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United States Court of Appeals For the First Circuit No. 18-1784 TYLER RAYMOND NORTON, Plaintiff-Appellee, v. MICHAEL RODRIGUES, SBCC Deputy Superintendent, Defendant-Appellant, OSVALDO VIDAL, SBCC Superintendent; BRIAN MCDONALD, SBCC Director of Security; STEVEN SILVA, SBCC Director of Operations; CHRISTOPHER PHELPS, SBCC Lt. Correction Officer of Inner Perimeter Security; BRIAN WOZNIAK, SBCC Correction Officer of Inner Perimeter Security; JEFFREY ALTERI, SBCC Sgt. Correction Officer of Assignments; GREGORY BEDARD, SBCC Lt. Correction Officer of Discipline; JOHN DOE-1, SBCC employee in charge of the Department Disciplinary Unit, Defendants. APPEAL FROM THE UNITED STATES DISTRICT COURT FOR THE DISTRICT OF MASSACHUSETTS [Hon. George A. O'Toole, Jr., U.S. District Judge] Before Howard, Chief Judge, Thompson and Barron, Circuit Judges. Stephen G. Dietrick, Deputy General Counsel, with whom Nancy Ankers White, Special Assistant Attorney General, and the Department of Correction Legal Division were on brief, for appellant. John McKirachan Pavlos, with whom Law McKirachan Pavlos were on brief, for appellee. April 7, 2020 Office of John THOMPSON, Circuit Judge. This case was brought by Tyler Raymond Norton, who was living in a quasi-protective custody unit in Souza Baranowski Correctional Center ("SBCC") in March 2015 when he was jumped by three fellow inmates. Prior to the attack, Norton told SBCC prison officials, including Appellant Michael Rodrigues, that the leader of a notorious prison gang had threatened his life while robbing him at knife point and that, as a result, he feared for his safety. At the summary judgment stage, the district court held that Rodrigues was not entitled to qualified immunity from the instant lawsuit, which alleges that Rodrigues and other SBCC officials (to whom the district court granted immunity and summary judgment) failed to protect Norton from a substantial risk of serious harm in violation of Norton's constitutional rights. Rodrigues challenges that ruling. Because we find that Rodrigues' challenge rests on factual, rather than legal grounds, we dismiss this interlocutory appeal for lack of appellate jurisdiction. See Johnson v. Jones, 515 U.S. 304, 313 (1995) (holding that a district court's denial of summary judgment in a qualified immunity case is not a final, appealable order where, as here, the summary judgment record raises a genuine issue of fact). A. BACKGROUND Before turning to the jurisdictional framework that is dispositive here, we take a detour to rehearse pertinent facts - 3 - from the summary judgment record in the light most favorable to Norton, the nonmovant. See Galloza v. Foy, 389 F.3d 26, 28 (1st Cir. 2004). At all times relevant to this litigation, Appellant Michael Rodrigues served as the Deputy Superintendent for Classification and Treatment at SBCC, a maximum-security prison in Shirley, Massachusetts that houses approximately 1200 incarcerated men at any given time. From August 2012 to May 2013 and from November 2013 until late August 2015,1 Appellee Norton resided at SBCC under Rodrigues' care and supervision. 1. SBCC's Housing Classification System As is relevant to Norton's claims and our review of this interlocutory appeal, members of SBCC's incarcerated population are regularly screened for and assigned a "security level," which in turn determines where they can live, work, eat, and exercise within the institution. Security levels (and, by extension, housing, work, and other assignments) are determined by SBCC's classification committee based on certain objective criteria.2 The 1 Norton did a short stint at MCI-Norfolk between May 15, 2013 and November 15, 2013. 2 The following information may be used when evaluating an incarcerated person's classification status: disciplinary reports; work and unit evaluations; compliance with assessed need areas; length of time served; escape history (if any); prior history of positive or negative adjustment in maximum, medium, and lower security; degree of responsibility taken for one's actions; nature of the offense and criminal history; the "Objective Point Base Score" ("OBPS") (which is not further defined in SBCC's - 4 - committee "consists of [either] one member or [a] three member board," including a chair person, a correction officer, and an assigned correction program officer. Before the committee reaches a classification decision, the incarcerated person at issue is interviewed by the correction program officer assigned to his case. During the interview, he is encouraged to share any pertinent information that might assist with his classification, including health, family, resolved legal issues, program or educational participation, and known enemies. The committee's classification recommendations are subject to review and approval by the Director of Classification (here, Rodrigues). Incarcerated people have the option to appeal their classification.3 Based on their classification, SBCC residents are then assigned to one of sixteen housing units. Those units fall into the following five categories: General Population - Most of SBCC's incarcerated community reside in "General Population" units, where they can leave booklet); and review of active enemies at the institution and departmentally. 3 The record does not provide additional information regarding the procedure for appealing classification decisions, which is distinct from the formal grievance and appeals process that incarcerated people may utilize to challenge other decisions related to their incarceration at SBCC. As a result, we do not know, for example, who is tasked with reviewing an incarcerated person's appeal or what occurs after an appeal is granted or denied. - 5 - their cells and travel to work, to the dining hall, and to the gym elsewhere in the facility in accordance with a daily movement schedule. Special Housing Unit - The Special Housing Unit is SBCC's protective custody unit, which is a secure location for incarcerated people facing a risk to their health or safety (as determined by prison officials). G1 Unit ("G1") - G1 is a 64-cell, quasi-protection housing unit that SBCC describes as "functioning between general population and the Special Housing Unit, SBCC's protective custody unit (SHU)." G1 is reserved for incarcerated people who would have difficulty in General Population for a variety of reasons, including the unpopular nature of the offense that landed them in prison (e.g., sex offenders), "physical weakness," documented conflicts with gang members on the outside or within the facility, drug or other debts, or other safety issues. Individuals housed in G1 are, for the most part, separated from the majority of SBCC's population at meal and recreational time. G1 residents also have the "option" to remain locked in their cells or otherwise limit their range of movement within the Unit. committee members screen SBCC classification incarcerated individuals to determine if G1 is a reasonable alternative to the Special Housing Unit or a prison transfer. - 6 - Health Services Unit - The Health Services Unit provides infirmary care as well as outpatient services. The Unit's staff handle medical screening, physical examinations, lab work, daily sick calls, and emergencies. Incarcerated people must complete a form to request health-care services, except in the case of emergencies. Special Management Unit - The Special Management Unit is set apart from the rest of the institution and is used primarily for incarcerated individuals who are awaiting classification (or reclassification) "administrative into segregation," other units, "protective including custody," or "disciplinary detention." 2. Norton's Safety Concerns in General Population When Norton first arrived at SBCC to serve time for armed robbery, he was housed in General Population. While there, on more than one occasion prior to the assault central to Norton's claims, Norton was threatened by other folks incarcerated at SBCC. On May 15, 2013, for example, Norton refused to "lock into his general population cell" due to what SBCC described as "protection issues" with one or more unspecified incarcerated people to whom he allegedly owed money. Over a year later, on December 22, 2014, Norton was robbed at knife point by three documented gang members, including at least one member of the Gangster Disciples (also known as "GD"), which is a subset of the notorious street and prison - 7 - gang, Folk Nation. During the armed robbery, Louis Luiz, one of the SBCC Gangster Disciples' leaders, threatened to kill Norton if he ever told anyone about what happened that day. As Rodrigues tells it, at some point after being robbed and threatened with a deadly weapon in his cell, Norton "feigned a mental health crisis to get himself pulled out of his housing unit and sent to the Health Services Unit." (emphasis added). Norton reported the attack to a mental health professional in the Health Services Unit and, later, to Inner Perimeter Security Officer, Bryan Wozniak. Norton allegedly told Wozniak that he feared for his safety and wanted to be placed in protective custody.4 After Norton expressed his safety concern, he was transferred to a temporary protective custody cell in SBCC's Special Management Unit to enable prison officials to determine an appropriate permanent placement for him. After the attack on December 22, 2014, Norton penned the following letter from his Special Management Unit "To whom it may concern": Due to my enemy issues with the Boyos and the Folk/GD (I don't know the difference) [t]here is definitely a major issue with placing me on a unit. I would like to know if I could be sent back to my County Jail (Plymouth) to finish the rest of my time. I have no problems with the gangs in my county, and have about 1 year and a half 4 Wozniak has no memory of Norton requesting protective custody. Wozniak nonetheless states (and Rodrigues avers in his statement of material facts) that he "never told Norton that he could not be moved [to protective custody]." - 8 - left on my sentence and believe this would be the best way to resolve my situation. The document was date-stamped by SBCC "December 29, 2014," but it's not clear from the record whether that date reflects when Norton actually sent the letter or when prison officials received it. We do know that Norton remained in temporary protective custody from December 22, 2014 until January 5, 2015. Crucial to our review, Rodrigues acknowledges receipt of this letter and states that he did not receive any other correspondence from Norton after the events of December 22, 2014. Norton's account, of course, is quite different. Norton claims via an affidavit, dated September 9, 2016 and attached to his opposition to defendants' motion to dismiss or (in the alternative) for summary judgment, that he sent "numerous" letters to SBCC officials, including Inner Perimeter Security Officer Christopher Phelps and Brian McDonald (SBCC's Director of Security),5 regarding his safety concerns while he was in the Special Management Unit. In a supplemental affidavit, dated September 17, 2017 and attached to Norton's opposition to defendants' renewed dispositive motions, Norton asserts that he expressed ongoing safety concerns in "at least five (5) letters" addressed to Rodrigues, the Inner Perimeter 5 Phelps and McDonald are named defendants who were granted qualified immunity by the district court. Norton has not challenged the grant of summary judgment on qualified immunity grounds as to Phelps, McDonald, or the other prison officials named as defendants in this litigation. - 9 - Security team, and others after he was transferred from temporary protective custody in the Special Management Unit to G1, a quasiprotective custody unit, on January 5, 2015. Regardless of how many letters Norton sent and when he sent them, we know that he did not receive a response from any SBCC official regarding his safety concerns until January 7, 2015 (i.e., two days after he was transferred from temporary protective custody to quasi-protective custody in G1). Specifically, Rodrigues stated in a letter addressed to Norton (in relevant part): "In reviewing your status in IMS I find that you were moved to the G1 housing unit on 01/05/15. If you encounter safety concerns, notify your Unit Team and or the IPS Department." As the "sole decisionmaker concerning Norton's G1 placement,"6 Rodrigues believed that Norton's transfer to G1 would adequately address the "perceived" risk of harm to Norton stemming from the encounter with Gangster Disciples in December 2014. When asked whether he considered the risk of subjecting Norton to gang retaliation by placing him in a quasi-protective custody unit (as opposed to relocating Norton to permanent protective custody in SBCC's Special Housing Unit or transferring Norton to a different 6 Classification recommendations at SBCC during the relevant time were subject to review and approval by Rodrigues in his capacity as SBCC's Director of Classification. As is relevant here, Rodrigues acknowledges that he ordered Norton's transfer from the Special Management Unit to G1. - 10 - prison as he had requested in the December 2014 letter), Rodrigues explained that, in his experience, G1 was a safe place for incarcerated people who had issues with SBCC's various prison gangs. In addition, according to Rodrigues, any gang members residing in G1 likely required quasi-protective custody to be safe from their gangs. For this reason, as Rodrigues tells it, gang members in G1 did not tend to be "active" or "affiliated" with their organizations and thus Norton would be safe from gang violence while there. Around the time Norton was relocated to G1, two documented, but allegedly inactive, members of Gangster Disciples (the organization whose leadership robbed and threatened to kill Norton) were living there. They are identified in the record as Larry Pack and Dana Bain-Simon. Another incarcerated person by the name of Gary Burke, who had no known gang affiliation but had incurred more than one disciplinary report for violence, also lived in G1 at the time of Norton's transfer. Pack, Bain-Simon, and Burke together assaulted Norton on March 21, 2015, placing him in the hospital for nearly ten days. What transpired between Norton and his fellow G1 residents is described in detail below. 3. The Assault On March 21, 2015, at approximately 7:00 pm, Burke called Norton into his cell in G1, where Burke and Pack were hanging out. Immediately prior to the assault, Bain-Simon entered Burke's cell, - 11 - blocking the doorway in the process. At some point, according to Norton, Burke punched and kicked him multiple times while BainSimon and Pack prevented Norton from leaving Burke's cell. Norton escaped in due course and took off down the hallway, darting into another cell and later walking back out into the hallway, where video footage of the altercation shows that Norton is eventually pursued by Bain-Simon. Bain-Simon (who was later joined by Pack in conducting the assault) caught up with Norton in the hallway, punching and hitting Norton in the head and abdomen several times before guards could intervene. five minutes. The entire ordeal lasted less than But afterwards, Norton was hospitalized for nearly ten days with internal bleeding, a broken nose, and injuries to his intestine. He underwent at least two surgeries as a result. 4. Norton The Aftermath instituted the instant litigation against Rodrigues and other prison officials roughly six months after the assault. The defendants filed for summary judgment, which the court granted as to all SBCC officials except Rodrigues. The district court's pithy two-paragraph order states, in relevant part: "[t]here are material facts in genuine dispute as to key issues in the case, particularly with respect to whether Rodrigues knew of and disregarded a substantial risk of serious harm to Norton from gang retaliation." - 12 - Rodrigues filed a timely interlocutory appeal on August 16, 2018, alleging the district court erred because the undisputed material facts indicate that Rodrigues was not deliberately indifferent to a substantial risk of serious harm to Norton and, even if he was, the violation was not at odds with clearly established law. On October 23, 2018, this Court directed Rodrigues to show cause as to why his appeal should not be dismissed for lack of jurisdiction. After considering Rodrigues' response filed on November 6, 2018, this Court allowed the matter to proceed to oral argument, citing Mlodzinski v. Lewis, 648 F.3d 24, 28 (1st Cir. 2011) (exercising interlocutory jurisdiction over district court's rejection of a qualified immunity claim where the defendants "accept[ed] [the] plaintiffs' version [of the facts] in order to test the immunity issue"). B. OUR TAKE That brings us to the present. district court rulings on summary This Court reviews judgment motions McKenney v. Mangino, 873 F.3d 75, 80 (1st Cir. 2017). de novo. However, for the reasons explained below, our authority to review summary judgment orders that do not fully dispose of the case, including the order at issue here, is very limited. Rodrigues nevertheless urges us to consider his interlocutory appeal because (in his view) his arguments are purely legal challenges to the district court's denial of qualified immunity. To help the reader understand why - 13 - Rodrigues is wrong, we'll begin by discussing the limited circumstances under which appellate jurisdiction is appropriate in this unique procedural context, and we'll end by explaining why Rodrigues' qualified immunity challenge does not fall within that limited set of circumstances. 1. Jurisdictional Framework "Subject to only a handful of carefully circumscribed exceptions, our appellate jurisdiction is restricted to review of final orders and judgments." Id. (emphasis added). Because an order denying summary judgment allows the litigation to proceed, such orders are not considered final and thus are not typically appealable when first entered. See id. In play here, however, is a potentially applicable exception to that general rule requiring finality before recognized entitlement that to our review. questions qualified Specifically, regarding immunity, a a this government doctrine Court has official's which protects certain government actors from being liable for certain conduct under certain circumstances, ought to be resolved as soon as possible in litigation. Id. (noting that because "qualified immunity consists of both an immunity from suit and an immunity from damages" such claims "ought to be resolved at the earliest practicable time" (citing Mitchell v. Forsyth, 472 U.S. 511, 526 (1985) and Anderson v. Creighton, 483 U.S. 635, 646 n.6 (1987))); see Ortiz v. Jordan, 562 U.S. 180, 188 (2011) ("Because a plea of - 14 - qualified immunity can spare an official not only from liability but from trial, we have recognized a limited exception to the categorization of summary-judgment denials as orders." (citing Mitchell, 472 U.S. at 525–26)). nonappealable Consistent with this principle and notwithstanding the lack of finality, "where, as here, a denial of summary judgment implicates a claim of qualified immunity, the dividing line between appealable and nonappealable denials of summary judgment is blurred." Morse v. Cloutier, 869 F.3d 16, 22 (1st Cir. 2017) (quotations and internal citations omitted). The crucial distinction between appealable and nonappealable summary judgment orders denying qualified immunity is this: "[p]urely legal rulings implicating qualified immunity are normally reviewable on an interlocutory appeal," id., but rulings "turn[ing] on either an issue of fact or an issue perceived by the trial court to be an issue of fact" are not. Stella v. Kelley, 63 F.3d 71, 74 (1st Cir. 1995) (citing Johnson, 515 U.S. at 318). Therefore, "defendants who invoke our limited power of interlocutory review . . . must be prepared to accept the facts in the light most favorable to the plaintiff and 'develop the argument that, even drawing all the inferences as the district court concluded a jury permissibly could, they are entitled to judgment - 15 - as a matter of law.'"7 McKenney, 873 F.3d at 81 (quoting Cady v. Walsh, 753 F.3d 348, 359-60 (1st Cir. 2014)). principles, the devil is in the details." 2. "In applying these Morse, 869 F.3d at 22. Qualified Immunity With our jurisdictional limitations in mind, we next turn to the qualified immunity standard. "When a defendant invokes qualified immunity, an inquiring court typically engages in a 'twostep pavane.'" McKenney, 873 F.3d at 81. First, "the court must determine whether the plaintiff's version of the facts makes out a violation of a protected right." omitted). Id. (quotations and citations Second, the court must determine "whether the right at issue was 'clearly established' at the time of defendant's alleged misconduct." Id. (quotations and citations omitted). The second step itself has two sub-parts. Sub-part one requires the plaintiff to "identify either 'controlling authority' or a 'consensus of cases of pervasive authority' sufficient to signal to a reasonable [official] that particular conduct would violate a constitutional right." Morse, 869 F.3d at 23 (quoting Wilson v. Layne, 526 U.S. 603, 617 (1999)). Sub-part two requires us to consider "whether 7 The Supreme Court has carved out a narrow exception to this rule, which requires courts to disregard the nonmovant's version of the facts if that version is "blatantly contradicted by the record, so that no reasonable jury could believe it." Scott v. Harris, 550 U.S. 372, 380 (2007). Rodrigues does not argue that this exception applies and, even if he did, he would find no support in the summary judgment record. - 16 - a reasonable [official] in the defendant's position would have known that his conduct violated the established rule." Id. "These inquiries are carried out with the understanding that qualified immunity is meant to shield 'all but the plainly incompetent or those who knowingly violate the law.'" McKenney, 873 F.3d at 81 (quoting White v. Pauly, 137 S. Ct. 548, 551 (2017) (per curiam)). We consider here whether the qualified immunity doctrine shields Rodrigues from liability for failing to protect Norton from a serious risk of harm in violation of the Eighth Amendment. Accordingly, the Eighth Amendment provides the legal backdrop for our evaluation of Rodrigues' quest for qualified immunity (here, for example, the operative questions include whether Rodrigues violated a right protected by the Eighth Amendment and whether that right was clearly established at the relevant time). The Eighth Amendment protects the incarcerated community from "cruel and unusual punishment." U.S. Const. amend. VIII. In so doing, the Amendment imposes a duty on prison officials to "take reasonable measures to guarantee the safety of the inmates." Farmer v. Brennan, 511 U.S. 825, 832 (1994) (quoting Hudson v. Palmer, 468 U.S. 517, 526-27 (1984)). Prison officials, therefore, "have a responsibility not to be deliberately indifferent to the risk to prisoners of violence at the hands of other prisoners." Burrell v. Hampshire Cty., 307 F.3d 1, 7 (1st Cir. 2002) (citing Farmer, 511 U.S. at 833 ("Having - 17 - incarcerated persons with demonstrated proclivities for antisocial criminal, and often violent, conduct, having stripped them of virtually every means of self-protection and foreclosed their access to outside aid, the government and its officials are not free to let the state of nature take its course." (quotations omitted))). Nevertheless, "[n]ot every injury suffered by a prisoner at the hands of another results in constitutional liability on the part of prison officials." Farmer, 511 U.S. at 834). Burrell, 307 F.3d at 7-8 (citing Instead, two requirements must be met for a prison official to have violated an incarcerated person's Eighth Amendment violence. rights in the context of inmate-on-inmate First, an incarcerated person, like Norton, must be "incarcerated under conditions imposing a substantial risk of serious harm," and, second, a prison official, like Rodrigues, must "possess[] a sufficiently culpable state of mind, namely one of 'deliberate indifference' to an inmate's health or safety." Id. at 8. Demonstrating deliberate additional two-part showing. indifference requires an At the first step, satisfying the "'deliberate' part of 'deliberate indifference' . . . requi[res] that a prison official subjectively 'must both be aware of facts from which the inference could be drawn that a substantial risk of serious harm exists, and he must also draw the inference.'" Id. (quoting Farmer, 511 U.S. at 837); see also Farmer, 511 U.S. at - 18 - 842 (acknowledging that "a factfinder may conclude that a prison official knew of a substantial risk from the very fact that [the risk] was obvious"). constitutes At the next step, when considering what "indifference," this Court has explained that "[p]rison officials cannot be indifferent . . . if they are unaware of the risk" of harm and, if they are aware, they still may not be considered indifferent if "they responded reasonably to the risk" even though harm ultimately was not avoided. 8. Burrell, 307 F.3d at In sum, deliberate indifference requires knowledge of a substantial risk of serious harm and an unreasonable response to the same. 3. Having erected Application the jurisdictional framework and summarized the two-part test for qualified immunity (and its many relevant subparts), we make our way back to Norton's claims and Rodrigues' assertion that he is immune from them. Here, Norton alleges that Rodrigues, by placing him in G1 and failing to keep him safe from G1's residents, violated his clearly established Eighth Amendment rights and is therefore liable under 42 U.S.C. § 1983. Rodrigues, in turn, contends that he is immune from Norton's Section 1983 claims because he reasonably understood that his decision to house Norton in G1 eliminated any substantial risk of serious harm to Norton and adequately addressed Norton's perceived risk of harm based on the information available to - 19 - Rodrigues at the time. In denying Rodrigues' motion for summary judgment, the district court concluded there were genuine disputes of material fact as to "whether Rodrigues knew of and disregarded a substantial retaliation." risk of serious harm to Norton from gang Norton v. Rodrigues, No. 15-cv-13216-GAO (D. Mass. July 13, 2018). Accordingly, to determine whether Rodrigues may have violated a clearly-established right and therefore may not be entitled to qualified immunity, we focus on the portions of the record that could reasonably be read to support the conclusion that Rodrigues knew about Norton's safety concerns but failed to take reasonable steps to address them. Taking the facts in the light favorable to Norton, it is undisputed that in making the decision to transfer Norton to G1 instead of to protective custody or another prison, Rodrigues knew about Norton's run-in with the Gangster Disciples while living in General Population in December 2014; Rodrigues understood from his years of experience as a prison official that the Gangster Disciples are a violent prison gang known for targeting other incarcerated people; and he also knew that Norton asked via letter, date-stamped December 29, 2014, to be transferred out of SBCC because of his issues with the Gangster Disciples. From Rodrigues' vantage, these facts, at most, indicate that there was a serious risk of substantial harm to Norton in General Population and that he took reasonable steps to address - 20 - that harm by transferring Norton to G1's quasi-protective custody. Continuing, Rodrigues says that G1 was a reasonable alternative to permanent protective custody or a prison transfer even though known members of Gangster Disciples were living in G1 because, among other things, these members were "inactive." At bottom, Rodrigues insists he was unaware of any additional information from Norton or anyone else from which he could have reasonably concluded that the decision to house Norton in G1 was "unsound." In support of this conclusion, Rodrigues tells us it is "undisputed" that Norton "submitted no correspondence that Rodrigues ever received, saw, or became aware of, challenging his placement in G1 or identifying an inmate in G1 as an enemy of conflict." But here's the rub: Rodrigues' characterization of the facts regarding what he did and didn't know about Norton's safety concerns as to G1 directly conflicts with Norton's take. As mentioned earlier, the parties dispute whether Norton circulated and Rodrigues (or a subordinate) received other correspondence, including correspondence post-dating Norton's December 2014 letter written from temporary protective custody. Crucially, Norton, who at this stage enjoys the benefit of having the facts viewed in the light most favorable to his claims, contends that he sent at least five letters to Rodrigues and prison officials under Rodrigues' authority after he was transferred to G1. Whether Rodrigues (as the Deputy Superintendent for Classification and Treatment at - 21 - SBCC) or a subordinate knew of these purported letters and whether Rodrigues knew the content of these letters8 would be directly relevant to the jury's consideration of the reasonableness of Rodrigues' decision to transfer and keep Norton in G1 despite the documented gang presence there. Rodrigues' account also collides head-on with the district court's account of the facts, which led the district court to conclude that there are genuine disputes as to what Rodrigues did or did not know about the risk of harm to Norton in the form of gang retaliation. In particular, Rodrigues' account depends on us accepting that the known gang members housed in G1 did not pose a risk because they were inactive. But the district court did not view as settled the question of whether gang members residing in G1 were inactive. Where, as here, the interlocutory challenge to a ruling denying qualified immunity invites us to "choos[e] among conflicting facts," Bergeron v. Cabral, 560 F.3d 1, 5 (1st Cir. 2009), abrogated on other grounds by Reyes-Orta v. P.R. Hwy. and Transp. Authority, 811 F.3d 67 (1st Cir. 2016), or "to adopt a spin on the summary judgment record different from that taken by 8 Norton claims that in these letters he raised his ongoing concern about the Gangster Disciples, including while he was incarcerated in G1 along with its so-called inactive membership. These letters are not in the record. However, since Rodrigues has not challenged the admissibility of Norton's sworn statements regarding the existence of these letters or their content, we need not opine on the issue today. - 22 - the district court," McKenney, 873 F.3d at 84, we lack jurisdiction to accept the invitation. See Cady, 753 F.3d at 361 (declining to exercise jurisdiction over interlocutory appeal concerning denial of qualified immunity where, as here, "the defendants brief so clearly does not 'accept[] as true all facts and inferences proffered' by the plaintiff" (alteration in original) (quoting Mlodzinski, 648 F.3d at 28)); see also Ortiz, 562 U.S. at 190–91 (holding that the qualified immunity defense asserted was not reviewable on interlocutory appeal because it did not present "neat abstract issues of law" (quoting Johnson, 515 U.S. at 317)). Because Rodrigues fails to pose the qualified immunity question "in a manner that would permit us to conclude that 'the answer to it does not correct' . . depend on whose account of the facts is . we lack the authority to provide an answer." Cady, 753 F.3d at 361 (quoting Stella, 63 F.3d at 75). We therefore conclude that Rodrigues' discontentment with the district court is not reviewable by this Court at this juncture. C. Given our lack WRAP UP of jurisdiction over the instant interlocutory appeal, we remand this matter back into the capable hands of the district court. Costs awarded to Norton. - 23 -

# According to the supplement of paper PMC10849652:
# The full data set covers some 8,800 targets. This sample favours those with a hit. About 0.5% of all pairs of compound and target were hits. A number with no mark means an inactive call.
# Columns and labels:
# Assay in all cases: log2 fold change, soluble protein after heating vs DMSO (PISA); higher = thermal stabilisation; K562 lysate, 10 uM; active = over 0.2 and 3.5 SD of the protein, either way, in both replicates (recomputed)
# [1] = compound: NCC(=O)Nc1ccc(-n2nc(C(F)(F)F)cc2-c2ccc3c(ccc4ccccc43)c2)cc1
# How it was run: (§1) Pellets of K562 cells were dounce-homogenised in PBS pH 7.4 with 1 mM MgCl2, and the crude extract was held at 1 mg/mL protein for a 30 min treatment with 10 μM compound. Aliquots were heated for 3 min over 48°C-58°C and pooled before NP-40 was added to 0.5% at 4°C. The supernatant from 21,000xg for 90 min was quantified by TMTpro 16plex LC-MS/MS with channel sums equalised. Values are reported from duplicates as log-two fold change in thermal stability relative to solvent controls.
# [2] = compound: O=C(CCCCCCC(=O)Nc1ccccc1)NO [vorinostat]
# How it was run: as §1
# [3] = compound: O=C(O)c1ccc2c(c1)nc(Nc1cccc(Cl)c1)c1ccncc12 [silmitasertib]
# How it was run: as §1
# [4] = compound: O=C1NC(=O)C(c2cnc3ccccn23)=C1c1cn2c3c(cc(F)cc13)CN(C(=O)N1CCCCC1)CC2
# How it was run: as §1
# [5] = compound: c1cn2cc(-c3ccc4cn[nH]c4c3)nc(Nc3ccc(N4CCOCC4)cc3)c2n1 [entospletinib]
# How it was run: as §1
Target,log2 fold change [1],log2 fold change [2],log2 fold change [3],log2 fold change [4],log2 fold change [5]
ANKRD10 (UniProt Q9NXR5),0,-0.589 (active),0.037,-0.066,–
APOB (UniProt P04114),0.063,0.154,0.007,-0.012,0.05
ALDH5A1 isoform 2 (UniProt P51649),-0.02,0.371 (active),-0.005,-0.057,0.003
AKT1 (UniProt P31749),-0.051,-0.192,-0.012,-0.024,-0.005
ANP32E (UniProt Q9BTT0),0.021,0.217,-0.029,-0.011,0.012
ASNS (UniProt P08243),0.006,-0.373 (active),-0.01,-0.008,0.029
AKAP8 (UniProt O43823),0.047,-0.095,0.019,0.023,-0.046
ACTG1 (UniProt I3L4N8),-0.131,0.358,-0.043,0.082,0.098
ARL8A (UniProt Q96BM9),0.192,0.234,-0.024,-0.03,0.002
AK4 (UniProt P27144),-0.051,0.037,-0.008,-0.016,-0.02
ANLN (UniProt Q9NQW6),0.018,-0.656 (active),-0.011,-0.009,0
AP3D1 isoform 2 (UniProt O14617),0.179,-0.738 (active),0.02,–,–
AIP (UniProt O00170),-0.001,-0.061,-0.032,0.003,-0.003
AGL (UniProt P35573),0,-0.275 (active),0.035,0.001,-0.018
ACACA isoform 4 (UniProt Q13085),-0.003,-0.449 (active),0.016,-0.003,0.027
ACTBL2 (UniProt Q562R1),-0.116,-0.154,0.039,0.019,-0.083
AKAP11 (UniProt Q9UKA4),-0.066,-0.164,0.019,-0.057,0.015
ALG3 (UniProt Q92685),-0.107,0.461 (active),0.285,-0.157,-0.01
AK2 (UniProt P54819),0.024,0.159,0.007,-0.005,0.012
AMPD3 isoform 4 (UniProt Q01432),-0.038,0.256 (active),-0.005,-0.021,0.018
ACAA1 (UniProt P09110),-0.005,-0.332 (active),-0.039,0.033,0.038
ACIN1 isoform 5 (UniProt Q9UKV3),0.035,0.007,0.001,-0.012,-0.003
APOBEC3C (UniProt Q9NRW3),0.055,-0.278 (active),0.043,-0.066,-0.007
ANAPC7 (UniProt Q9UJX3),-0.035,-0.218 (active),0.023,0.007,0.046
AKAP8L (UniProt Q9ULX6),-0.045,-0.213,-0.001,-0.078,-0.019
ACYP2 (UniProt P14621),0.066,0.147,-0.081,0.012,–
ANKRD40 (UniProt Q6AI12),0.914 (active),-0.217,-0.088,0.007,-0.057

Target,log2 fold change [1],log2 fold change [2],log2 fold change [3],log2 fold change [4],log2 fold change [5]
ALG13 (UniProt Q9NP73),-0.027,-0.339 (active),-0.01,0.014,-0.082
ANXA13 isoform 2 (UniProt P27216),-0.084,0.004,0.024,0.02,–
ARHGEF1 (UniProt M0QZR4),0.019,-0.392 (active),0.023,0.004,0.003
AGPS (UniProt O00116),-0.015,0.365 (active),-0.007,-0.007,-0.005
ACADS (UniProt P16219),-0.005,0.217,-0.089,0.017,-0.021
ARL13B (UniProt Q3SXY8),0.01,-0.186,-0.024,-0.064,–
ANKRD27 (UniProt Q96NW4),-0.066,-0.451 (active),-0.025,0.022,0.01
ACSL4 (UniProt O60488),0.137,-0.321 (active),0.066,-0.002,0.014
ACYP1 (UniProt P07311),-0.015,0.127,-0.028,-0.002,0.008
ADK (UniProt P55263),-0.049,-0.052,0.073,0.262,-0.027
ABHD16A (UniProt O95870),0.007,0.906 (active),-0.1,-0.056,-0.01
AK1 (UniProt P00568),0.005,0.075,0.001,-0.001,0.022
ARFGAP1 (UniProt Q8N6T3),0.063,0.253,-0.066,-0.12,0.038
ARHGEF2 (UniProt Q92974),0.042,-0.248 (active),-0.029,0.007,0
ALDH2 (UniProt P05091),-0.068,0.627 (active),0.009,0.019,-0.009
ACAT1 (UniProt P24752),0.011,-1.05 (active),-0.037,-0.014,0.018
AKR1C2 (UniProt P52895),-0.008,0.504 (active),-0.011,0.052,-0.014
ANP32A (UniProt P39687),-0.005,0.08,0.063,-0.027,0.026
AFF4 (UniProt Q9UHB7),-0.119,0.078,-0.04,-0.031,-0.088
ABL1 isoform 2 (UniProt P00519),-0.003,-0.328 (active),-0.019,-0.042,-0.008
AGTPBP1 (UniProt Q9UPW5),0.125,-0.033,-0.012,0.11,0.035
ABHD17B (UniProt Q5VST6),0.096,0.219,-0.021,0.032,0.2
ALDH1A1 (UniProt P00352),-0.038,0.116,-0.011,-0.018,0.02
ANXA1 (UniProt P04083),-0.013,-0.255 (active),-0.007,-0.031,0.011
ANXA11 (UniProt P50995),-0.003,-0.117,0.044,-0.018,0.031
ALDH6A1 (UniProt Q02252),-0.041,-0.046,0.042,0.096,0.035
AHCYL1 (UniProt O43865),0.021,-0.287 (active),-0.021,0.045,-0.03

Primary Holding
The First Circuit dismissed this interlocutory appeal for lack of appellate jurisdiction and remanded the matter to the district court, holding that Appellant's challenge to the district court's denial of summary judgment was not a final, appealable order.